Davis Bridge Battlefield



Battlefield statistics


D.B.M.F.  battlefield








The Battle-

(October 6, 1862)


        The Battle of Davis Bridge, or Hatchie River, as it is sometimes known by, was the final battle in the largely successful Union incursion into the Deep South known as the Corinth Campaign.  After their defeat at Corinth, the Confederate army, commanded by C.S. Generals Earl Van Dorn and Sterling Price, began a retreat westward.  U.S. General Ulysses S. Grant ordered U.S. General Edward Ord and U.S. General Stephen Hurlbut to move behind the Hatchie River, capture Davis Bridge, and trap the fleeing Confederate soldiers. U.S. General William Rosecrans would then follow the Confederates into the trap and annihilate them.  
        Unfortunately, General Van Dorn arrived at Davis Bridge first and deployed his men.  The Federals soon caught up with Van Dorn, and an attack by the Federals soon wrestled control of the bridge, intact, from the Southerners.  But even though Van Dorn fell into the trap laid by Ord, General Rosecrans's attack came late, and gave Confederate scouts enough time to find another crossing of the Hatchie River farther south at Cram's Mill.  By the time Rosecrans was ready to fully deploy his units, the Confederates had successfully crossed the river and eluded capture.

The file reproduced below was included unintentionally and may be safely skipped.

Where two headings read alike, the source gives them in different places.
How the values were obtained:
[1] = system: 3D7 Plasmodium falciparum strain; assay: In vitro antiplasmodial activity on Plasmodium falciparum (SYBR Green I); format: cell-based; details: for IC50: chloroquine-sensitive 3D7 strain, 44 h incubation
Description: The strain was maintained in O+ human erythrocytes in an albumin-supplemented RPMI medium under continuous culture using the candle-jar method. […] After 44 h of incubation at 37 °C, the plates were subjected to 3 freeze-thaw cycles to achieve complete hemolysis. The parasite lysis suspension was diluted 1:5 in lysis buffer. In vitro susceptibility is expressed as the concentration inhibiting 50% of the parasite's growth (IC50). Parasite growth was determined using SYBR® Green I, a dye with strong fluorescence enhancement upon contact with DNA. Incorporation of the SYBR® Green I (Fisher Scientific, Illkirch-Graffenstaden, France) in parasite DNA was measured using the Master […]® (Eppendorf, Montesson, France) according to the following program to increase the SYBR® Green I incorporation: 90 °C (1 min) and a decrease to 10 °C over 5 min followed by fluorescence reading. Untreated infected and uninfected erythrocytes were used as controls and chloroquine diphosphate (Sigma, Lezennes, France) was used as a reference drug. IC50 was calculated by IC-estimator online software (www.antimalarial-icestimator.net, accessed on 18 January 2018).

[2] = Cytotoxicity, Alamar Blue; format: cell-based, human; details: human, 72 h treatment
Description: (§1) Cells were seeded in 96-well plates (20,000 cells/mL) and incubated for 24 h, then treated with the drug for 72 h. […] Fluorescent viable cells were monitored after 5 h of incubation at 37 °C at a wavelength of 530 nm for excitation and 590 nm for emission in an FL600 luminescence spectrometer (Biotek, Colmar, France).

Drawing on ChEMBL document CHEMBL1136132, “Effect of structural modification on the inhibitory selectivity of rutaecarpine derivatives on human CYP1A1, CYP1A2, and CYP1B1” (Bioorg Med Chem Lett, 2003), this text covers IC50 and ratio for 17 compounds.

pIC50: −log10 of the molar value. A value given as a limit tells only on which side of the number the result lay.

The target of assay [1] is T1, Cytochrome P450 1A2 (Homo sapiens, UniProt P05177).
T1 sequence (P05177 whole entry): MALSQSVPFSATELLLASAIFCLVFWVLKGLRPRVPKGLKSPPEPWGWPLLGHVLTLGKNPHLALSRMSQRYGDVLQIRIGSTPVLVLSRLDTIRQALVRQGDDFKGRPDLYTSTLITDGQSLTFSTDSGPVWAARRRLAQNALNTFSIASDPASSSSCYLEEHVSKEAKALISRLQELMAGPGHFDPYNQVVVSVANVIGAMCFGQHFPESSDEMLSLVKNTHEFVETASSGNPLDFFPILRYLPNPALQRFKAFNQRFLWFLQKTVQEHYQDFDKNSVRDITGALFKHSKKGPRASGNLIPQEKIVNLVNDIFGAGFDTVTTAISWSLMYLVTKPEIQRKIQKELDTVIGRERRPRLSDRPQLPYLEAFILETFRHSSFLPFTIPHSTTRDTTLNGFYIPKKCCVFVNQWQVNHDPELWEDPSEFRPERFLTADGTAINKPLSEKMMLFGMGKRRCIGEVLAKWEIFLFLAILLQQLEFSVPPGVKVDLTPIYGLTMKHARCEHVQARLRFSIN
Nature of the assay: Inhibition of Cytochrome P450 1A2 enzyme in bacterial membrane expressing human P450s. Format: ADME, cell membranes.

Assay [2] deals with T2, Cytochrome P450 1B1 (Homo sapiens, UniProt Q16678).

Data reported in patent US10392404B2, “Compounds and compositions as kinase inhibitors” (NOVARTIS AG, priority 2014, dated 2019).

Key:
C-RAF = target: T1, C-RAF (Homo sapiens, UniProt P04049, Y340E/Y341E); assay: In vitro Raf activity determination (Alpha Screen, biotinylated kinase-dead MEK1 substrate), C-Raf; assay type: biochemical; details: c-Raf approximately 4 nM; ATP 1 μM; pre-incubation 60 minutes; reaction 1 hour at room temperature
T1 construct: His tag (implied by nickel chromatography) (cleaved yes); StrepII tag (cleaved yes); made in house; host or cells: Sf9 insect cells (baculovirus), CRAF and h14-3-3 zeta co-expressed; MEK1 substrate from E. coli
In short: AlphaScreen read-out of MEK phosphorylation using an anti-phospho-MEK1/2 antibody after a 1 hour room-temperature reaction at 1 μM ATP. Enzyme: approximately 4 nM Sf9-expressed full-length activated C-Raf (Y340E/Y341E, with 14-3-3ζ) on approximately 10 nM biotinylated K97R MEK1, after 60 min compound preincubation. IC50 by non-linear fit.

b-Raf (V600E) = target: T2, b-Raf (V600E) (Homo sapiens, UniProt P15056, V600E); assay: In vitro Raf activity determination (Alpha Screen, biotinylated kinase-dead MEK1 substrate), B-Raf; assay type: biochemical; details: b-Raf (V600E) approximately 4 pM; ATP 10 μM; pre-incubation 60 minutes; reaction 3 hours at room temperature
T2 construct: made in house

The Battlefield-


Davis Bridge Battlefield is located in Pocahontas, Tennessee, off of Highway 57 in south-western Tennessee.  The Battlefield is off Pocahontas Road, south of the town of Pocahontas.  The battlefield is well sign-posted.

        Davis Bridge Battlefield is privately owned by the Davis Bride Memorial Foundation. The battlefield today is fairly secluded, which only adds to the atmosphere at this site.  The battlefield itself is divided into two sections.  The main section consists of a small clearing with an informatory panel, two monuments, both dedicated to the Confederate soldiers who died here, and a row of Confederate graves.  A short walk from the clearing is the site of Davis Bridge.  The bridge itself has long since vanished, but one can still see the spot on the Hatchie River where the most desperate and bloody fighting of the battle took place. A few miles from the main portion of the battlefield is the site of the former town of Metamora, where soldiers skirmished early in the battle.  I would highly recommend visiting this battlefield on its own, but it's proximity to Shiloh National Military Park makes it an excellent excursion from that park.


Picture Gallery-


davisbridge1.jpg (32009 bytes)          davisbridge2.jpg (33084 bytes)           davisbridge3.jpg (22469 bytes) 

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